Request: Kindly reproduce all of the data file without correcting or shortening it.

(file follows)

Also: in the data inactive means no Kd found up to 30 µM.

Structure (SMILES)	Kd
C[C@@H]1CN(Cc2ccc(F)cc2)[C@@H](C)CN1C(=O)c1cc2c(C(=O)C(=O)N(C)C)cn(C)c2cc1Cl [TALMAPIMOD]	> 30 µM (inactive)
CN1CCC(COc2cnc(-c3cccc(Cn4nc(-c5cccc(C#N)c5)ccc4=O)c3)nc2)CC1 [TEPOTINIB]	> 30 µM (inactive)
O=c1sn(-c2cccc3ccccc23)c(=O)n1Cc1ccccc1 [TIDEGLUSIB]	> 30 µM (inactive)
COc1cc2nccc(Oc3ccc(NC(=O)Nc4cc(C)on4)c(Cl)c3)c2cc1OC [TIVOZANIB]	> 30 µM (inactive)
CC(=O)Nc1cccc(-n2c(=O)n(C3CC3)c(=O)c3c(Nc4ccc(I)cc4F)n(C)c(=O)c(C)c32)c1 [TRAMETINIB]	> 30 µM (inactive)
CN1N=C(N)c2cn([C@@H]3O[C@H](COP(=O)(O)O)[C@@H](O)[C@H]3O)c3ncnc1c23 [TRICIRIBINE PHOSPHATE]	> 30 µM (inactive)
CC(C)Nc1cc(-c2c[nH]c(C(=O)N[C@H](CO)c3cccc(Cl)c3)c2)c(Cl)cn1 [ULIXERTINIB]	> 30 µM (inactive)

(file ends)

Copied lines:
Also: in the data inactive means no Kd found up to 30 µM.

Structure (SMILES)	Kd
C[C@@H]1CN(Cc2ccc(F)cc2)[C@@H](C)CN1C(=O)c1cc2c(C(=O)C(=O)N(C)C)cn(C)c2cc1Cl [TALMAPIMOD]	> 30 µM (inactive)
CN1CCC(COc2cnc(-c3cccc(Cn4nc(-c5cccc(C#N)c5)ccc4=O)c3)nc2)CC1 [TEPOTINIB]	> 30 µM (inactive)
O=c1sn(-c2cccc3ccccc23)c(=O)n1Cc1ccccc1 [TIDEGLUSIB]	> 30 µM (inactive)
COc1cc2nccc(Oc3ccc(NC(=O)Nc4cc(C)on4)c(Cl)c3)c2cc1OC [TIVOZANIB]	> 30 µM (inactive)
CC(=O)Nc1cccc(-n2c(=O)n(C3CC3)c(=O)c3c(Nc4ccc(I)cc4F)n(C)c(=O)c(C)c32)c1 [TRAMETINIB]	> 30 µM (inactive)
CN1N=C(N)c2cn([C@@H]3O[C@H](COP(=O)(O)O)[C@@H](O)[C@H]3O)c3ncnc1c23 [TRICIRIBINE PHOSPHATE]	> 30 µM (inactive)
CC(C)Nc1cc(-c2c[nH]c(C(=O)N[C@H](CO)c3cccc(Cl)c3)c2)c(Cl)cn1 [ULIXERTINIB]	> 30 µM (inactive)